It’s About Time: Live your values not your work

I don’t watch a lot of TV, and watch movies even less.  I have this crazy tendency to want to do way too many things, and the idea of sitting for two full hours on one task that is not in my “project” Notebook in Evernote seems like a waste of time. The other day, however, watching a movie was more of “spending time with my wife” than actually watching a movie.  As we kicked off our shoes, shut down the iPad, and I even put down my current book, Jamie found “It’s About Time” on demand.  This is a romantic comedy about a twenty something named Tim who discovers he has the power to travel back in time as himself.  While the majority of the story was a build up toward his relationship with the love of his life, another, much more profound message snuck up on us as the movie ended.  Tim discovers that even the ability to travel through time can’t fix everything and guarantee a happy and fulfilling life.  He ultimately learns to live life of purpose, being intentional to notice the things that are easy to miss; like most of life.

Smelling the roses

Smelling the roses (Photo credit: Ed.ward)

Earlier in the day, I had been frustrated, even grumpy,  that I had been unable to run my typical long run for the week.  We slept in and had a packed day of birthday celebrating for our 6-year-old.  We brought the kids along with us for a slow-paced two-mile run/walk.  In my infinite crankiness, I even murmured to myself a narrative that blamed the kids for my potential future fatness by undoing my years of running routines.  The message I discovered from “Its about Time”, reminded me of my single dad “surviving days” when a scene of a mom and dad pushing a jogging stroller along side two boys on scooters with oversized helmets, and a little girl riding a beautiful purple bike was the envious picture of perfection. Here I was, painted into the picture of everything I ever wanted, and I wanted to be somewhere else.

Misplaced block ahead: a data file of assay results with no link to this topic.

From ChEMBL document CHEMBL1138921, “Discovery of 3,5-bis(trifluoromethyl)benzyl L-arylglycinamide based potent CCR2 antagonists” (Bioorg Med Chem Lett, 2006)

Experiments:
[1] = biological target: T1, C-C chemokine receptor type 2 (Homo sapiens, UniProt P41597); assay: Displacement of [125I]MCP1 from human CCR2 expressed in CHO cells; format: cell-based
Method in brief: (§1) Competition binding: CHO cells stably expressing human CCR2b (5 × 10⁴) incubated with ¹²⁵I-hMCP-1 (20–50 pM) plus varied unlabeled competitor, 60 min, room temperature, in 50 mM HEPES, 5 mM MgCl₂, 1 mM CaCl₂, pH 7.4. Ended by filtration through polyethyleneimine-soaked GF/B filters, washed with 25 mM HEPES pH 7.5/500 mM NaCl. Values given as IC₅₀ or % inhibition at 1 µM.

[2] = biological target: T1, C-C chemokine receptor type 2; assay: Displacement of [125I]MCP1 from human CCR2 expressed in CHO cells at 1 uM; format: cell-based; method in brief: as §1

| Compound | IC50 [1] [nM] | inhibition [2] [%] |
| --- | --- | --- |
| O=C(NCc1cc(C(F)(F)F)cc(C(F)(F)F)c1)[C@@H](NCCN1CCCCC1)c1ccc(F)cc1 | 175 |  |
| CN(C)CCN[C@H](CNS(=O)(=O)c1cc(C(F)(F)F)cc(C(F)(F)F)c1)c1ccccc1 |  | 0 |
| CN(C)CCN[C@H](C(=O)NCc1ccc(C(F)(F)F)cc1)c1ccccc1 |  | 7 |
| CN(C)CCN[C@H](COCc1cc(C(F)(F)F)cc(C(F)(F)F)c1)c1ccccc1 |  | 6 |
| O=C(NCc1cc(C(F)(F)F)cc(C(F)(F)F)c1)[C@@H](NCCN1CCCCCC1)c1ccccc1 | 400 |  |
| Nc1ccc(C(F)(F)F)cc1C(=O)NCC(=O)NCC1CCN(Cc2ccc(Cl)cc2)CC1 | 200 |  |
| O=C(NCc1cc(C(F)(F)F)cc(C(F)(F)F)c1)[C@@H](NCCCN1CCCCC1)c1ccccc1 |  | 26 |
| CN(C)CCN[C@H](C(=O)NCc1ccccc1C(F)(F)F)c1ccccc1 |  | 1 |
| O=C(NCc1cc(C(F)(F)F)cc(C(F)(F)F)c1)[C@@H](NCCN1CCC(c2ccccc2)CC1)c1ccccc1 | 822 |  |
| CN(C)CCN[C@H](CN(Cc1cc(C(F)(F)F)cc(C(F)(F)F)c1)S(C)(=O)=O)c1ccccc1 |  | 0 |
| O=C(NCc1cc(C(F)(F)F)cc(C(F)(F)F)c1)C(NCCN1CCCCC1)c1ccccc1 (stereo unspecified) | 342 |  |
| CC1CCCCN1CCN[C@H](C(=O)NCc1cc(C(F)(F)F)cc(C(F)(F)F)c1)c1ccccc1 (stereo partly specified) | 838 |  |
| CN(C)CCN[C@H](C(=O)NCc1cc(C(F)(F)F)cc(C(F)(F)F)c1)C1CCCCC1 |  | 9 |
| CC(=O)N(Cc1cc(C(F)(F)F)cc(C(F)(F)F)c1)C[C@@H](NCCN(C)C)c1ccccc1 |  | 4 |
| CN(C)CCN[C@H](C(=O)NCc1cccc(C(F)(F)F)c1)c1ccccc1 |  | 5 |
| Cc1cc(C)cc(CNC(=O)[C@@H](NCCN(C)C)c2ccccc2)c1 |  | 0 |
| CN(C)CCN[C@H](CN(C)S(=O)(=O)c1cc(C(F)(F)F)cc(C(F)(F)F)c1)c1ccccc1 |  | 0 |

The downside of clarity and the intentional life can be seen in our inability to handle the vast power it gives us.
Like the nearsighted man who discovers  prescription glasses for the first time, the scene of clarity is overwhelming at first. Our perspective needs some time to adjust.  I currently have 34 live “projects” in action in Evernote.  I know, without a doubt, that I will complete everything in those folders within the time frames allotted.  The tendency is to feel “driven”, to put our heads down and be happy, even fulfilled with the ability to complete stuff.  From remembering to back up my Mac, to writing my book, I will get my stuff done. What about my values and my purpose?  If my Evernote Notebook “Values” had a note that said writing my book and back up my computer are my “values”, or even if it said “stuff”, then I would be spot on.  This, however, is not the case. My values, embraced in my Family Mission Statement center on Faith, Family Togetherness, Education, and Healthy Living.  All is not lost.  As I recently wrote, awareness is such a great gift.  Seeing our path twisting and winding is an opportunity to right the curves and even learn as we grow through the recovery.

While projects, stuff, and even people come and go, your values remain relatively constant (especially after having kids).
Be intentional about defining values and writing them down.  Anchor yourself to your values. You’ll have the confidence to find your way back to your purpose if and when you go astray.  It’s About Time, shook me  from my “life hypnosis”.  It certainly was “about time” I realized that picture perfect painting of family was only perfect because it was commissioned by my values and had me colored into the heart of it.